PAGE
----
In medieval France a few different type of story was told as an alternative to the fairy tales or the popular fables, know as “Fabliaux”, in French, with a simple and linear plot. Focusing mostly on tales of commoners, they often treated adulterous wives and husbands, and their purpose was to make the listeners laugh.
Often anonymous, they were written by “jongleurs” (minstrels, medieval European entertainers in northeast France) between c. 1150 and 1400, and they are generally characterized by sexual and scatological obscenity, and by a set of contrary attitudes, contrary to the church and to the nobility. Several of them were reworked by Giovanni Boccaccio for the Decameron and by Geoffrey Chaucer for his Canterbury Tales. Some 150 French fabliaux are extant and an example is “The Snow-child”, a widespread European folktale, found in many medieval tellings.
As story goes, a merchant lived with his wife in their cottage by the shore. Their’s was not an easy life, for his voyages kept him away from home many months at a time. One homecoming following a particularly long and arduous voyage, lasted two years, the merchant was greeted by his wife and an infant child. He was surprised, but not especially pleased, to see the newborn baby, as he had been at sea for nearly a year.
The wife countered the husband’s inquiring look with an explanation.
“No, it is not your son,” she admitted. “It’s a miracle boy, a Snow Child!” She continued, “One winter’s day while returning home from church I slipped on the ice and fell into a snow bank. Nine months later I gave birth to our Snow Child. Is he not a wonder!”
The husband had to admit that the child was a wonder, for he had no color. His hair and his skin were a bleached white. The merchant exclaimed that he had been blessed by God but, in his heart, he did not believe in history, even if he seemed to accept the new family member.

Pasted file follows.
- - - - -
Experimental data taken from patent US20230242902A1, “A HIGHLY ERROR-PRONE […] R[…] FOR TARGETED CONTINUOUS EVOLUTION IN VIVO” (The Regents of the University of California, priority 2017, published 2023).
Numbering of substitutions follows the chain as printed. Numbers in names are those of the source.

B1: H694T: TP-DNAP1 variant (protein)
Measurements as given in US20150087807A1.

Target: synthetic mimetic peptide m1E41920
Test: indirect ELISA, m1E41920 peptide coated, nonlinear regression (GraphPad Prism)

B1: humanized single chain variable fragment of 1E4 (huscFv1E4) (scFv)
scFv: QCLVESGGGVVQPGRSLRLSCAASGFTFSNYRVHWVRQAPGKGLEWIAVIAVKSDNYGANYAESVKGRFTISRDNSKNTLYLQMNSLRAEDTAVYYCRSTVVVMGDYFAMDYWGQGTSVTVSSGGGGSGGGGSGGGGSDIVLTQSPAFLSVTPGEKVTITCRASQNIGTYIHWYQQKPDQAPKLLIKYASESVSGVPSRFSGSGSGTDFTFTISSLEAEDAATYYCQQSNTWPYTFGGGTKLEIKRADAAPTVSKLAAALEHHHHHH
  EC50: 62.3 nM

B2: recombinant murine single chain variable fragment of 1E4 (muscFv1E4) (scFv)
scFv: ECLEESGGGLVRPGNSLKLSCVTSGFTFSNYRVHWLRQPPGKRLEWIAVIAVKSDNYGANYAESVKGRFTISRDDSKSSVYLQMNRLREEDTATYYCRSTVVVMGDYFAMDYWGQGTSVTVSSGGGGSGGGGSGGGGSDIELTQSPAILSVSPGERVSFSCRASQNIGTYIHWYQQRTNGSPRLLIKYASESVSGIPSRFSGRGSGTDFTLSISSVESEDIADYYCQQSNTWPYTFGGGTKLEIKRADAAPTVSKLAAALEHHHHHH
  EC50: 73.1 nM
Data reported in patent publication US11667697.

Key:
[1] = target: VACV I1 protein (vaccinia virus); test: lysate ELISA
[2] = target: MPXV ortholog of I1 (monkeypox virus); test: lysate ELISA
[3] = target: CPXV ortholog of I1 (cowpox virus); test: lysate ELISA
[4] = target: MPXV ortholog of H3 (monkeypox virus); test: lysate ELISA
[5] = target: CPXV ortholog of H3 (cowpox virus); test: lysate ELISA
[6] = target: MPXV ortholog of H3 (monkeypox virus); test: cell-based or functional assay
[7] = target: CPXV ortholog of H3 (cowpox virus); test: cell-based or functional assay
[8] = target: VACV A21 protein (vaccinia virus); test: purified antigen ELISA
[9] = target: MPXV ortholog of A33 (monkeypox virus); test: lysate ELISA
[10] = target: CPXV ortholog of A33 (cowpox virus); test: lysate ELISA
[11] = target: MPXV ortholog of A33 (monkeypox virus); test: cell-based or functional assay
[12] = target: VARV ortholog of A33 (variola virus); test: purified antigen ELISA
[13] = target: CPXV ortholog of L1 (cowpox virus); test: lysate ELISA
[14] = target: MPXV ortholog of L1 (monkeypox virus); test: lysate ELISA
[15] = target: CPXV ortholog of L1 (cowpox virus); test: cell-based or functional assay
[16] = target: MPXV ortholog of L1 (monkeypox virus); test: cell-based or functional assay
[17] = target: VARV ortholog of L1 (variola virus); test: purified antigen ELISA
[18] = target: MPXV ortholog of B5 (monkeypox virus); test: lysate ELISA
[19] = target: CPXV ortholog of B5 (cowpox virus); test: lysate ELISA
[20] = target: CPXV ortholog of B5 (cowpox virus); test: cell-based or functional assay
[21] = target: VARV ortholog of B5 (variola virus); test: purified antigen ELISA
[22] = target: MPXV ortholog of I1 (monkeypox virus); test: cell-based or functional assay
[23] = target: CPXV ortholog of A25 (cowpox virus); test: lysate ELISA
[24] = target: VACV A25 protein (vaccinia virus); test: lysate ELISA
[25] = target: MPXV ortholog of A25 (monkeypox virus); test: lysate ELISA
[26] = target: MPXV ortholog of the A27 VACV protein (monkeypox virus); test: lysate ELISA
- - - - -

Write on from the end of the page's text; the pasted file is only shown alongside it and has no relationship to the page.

Many voyages and seasons later, it was on a hot summer’s day, the merchant, announced to his wife that he would be going to market in the next village. “I’ll take the Snow Child along for an outing,” he said.
The merchant arrived back home that evening, but he was alone.
“Where is our son?” asked the anxious mother.
“Something terrible happened,” responded the husband. “We were walking across a broad meadow in the hot sun, and he …,” the husband faltered. “And he melted.”
The tale first appears in the 11th-century Cambridge Songs. It also appears in Medieval fabliaux, and was used in school exercises of rhetoric. A Medieval play about the Virgin Mary has characters disbelieving her story of her pregnancy citing the tale.
In any case, it seems that medieval listeners greatly appreciated the merchant’s black humor in the face of his wife’s adultery, which turns him from being a victim to becoming a cynical executioner!